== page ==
INSPO #2 // Re-learning the art of observation
I've always been a people-watcher, but lately I've been lost in the noise of my own mind. I'm constantly oversaturating my stressed-out brain with more and more and more information. It's one of the perks (!) of being a PhD student. I literally never stop reading or thinking. Lately I've been walking from the train station to work, phone in hand, catching up on the morning news and the articles I saved to my reading list last night that I didn't get to read before falling asleep. This morning, I reflected on my lack of observational skills lately. I'm a writer, and it's my job to observe the world around me. How can I create new ideas, sentences, characters, when I'm stuck with my own anxieties and Facebook? I noticed some interesting people. I walked a different route to the office and stumbled upon these cute-as Christmas trees that we're invited to decorate.
I didn't feel very sociable but when I ordered my coffee I stood inside and chatted with the barista. I thought it would be a two-minute banal conversation, but our easy banter led to him telling me a story of when he saw a shark while he was surfing on the south coast. My eyes wide, enthralled as I paid my $4, I marvelled at the opportunity I could've missed had I stood outside on my phone reading a list of Books I Must Read Over the Holidays #42681. To hear stories, connect with people, look them in the eye and step outside my own mind. My therapist keeps telling me to practice mindfulness, and I think I finally understand what he means.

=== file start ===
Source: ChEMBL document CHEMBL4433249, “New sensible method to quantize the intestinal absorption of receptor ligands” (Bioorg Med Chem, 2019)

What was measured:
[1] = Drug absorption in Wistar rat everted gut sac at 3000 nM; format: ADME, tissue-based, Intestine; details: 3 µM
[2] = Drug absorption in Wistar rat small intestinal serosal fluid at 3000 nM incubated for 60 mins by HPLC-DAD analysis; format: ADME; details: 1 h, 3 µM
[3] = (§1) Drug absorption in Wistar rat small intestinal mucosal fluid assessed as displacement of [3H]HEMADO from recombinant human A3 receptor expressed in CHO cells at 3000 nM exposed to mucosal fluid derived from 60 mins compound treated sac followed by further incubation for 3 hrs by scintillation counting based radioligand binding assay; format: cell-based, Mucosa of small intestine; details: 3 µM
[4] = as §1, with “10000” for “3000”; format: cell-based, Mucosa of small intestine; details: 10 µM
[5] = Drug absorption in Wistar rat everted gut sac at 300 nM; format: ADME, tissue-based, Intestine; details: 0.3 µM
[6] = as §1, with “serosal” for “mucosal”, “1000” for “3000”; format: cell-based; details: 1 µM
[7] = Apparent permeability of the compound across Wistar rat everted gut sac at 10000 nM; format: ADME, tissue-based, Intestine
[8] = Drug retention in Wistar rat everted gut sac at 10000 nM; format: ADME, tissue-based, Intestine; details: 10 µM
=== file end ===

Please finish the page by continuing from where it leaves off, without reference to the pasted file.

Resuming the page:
Amy, Copywriter & Content Editor
INSPO #3 // Bookabuy
My quest for the perfect Christmas gifts this year has lead me to some weird and wonderful places (chocolate teapot, anyone?), but it wasn’t until I came across this consumer gem that I knew I’d found something special. Bookabuy is a subscription service that hand-picks (that’s right, hand-picks!) books based on your interests and sends them to your door each month. Each subscription is tailored to the individual which, if you’re addicted to the written word like I am, is pretty much the perfect gift.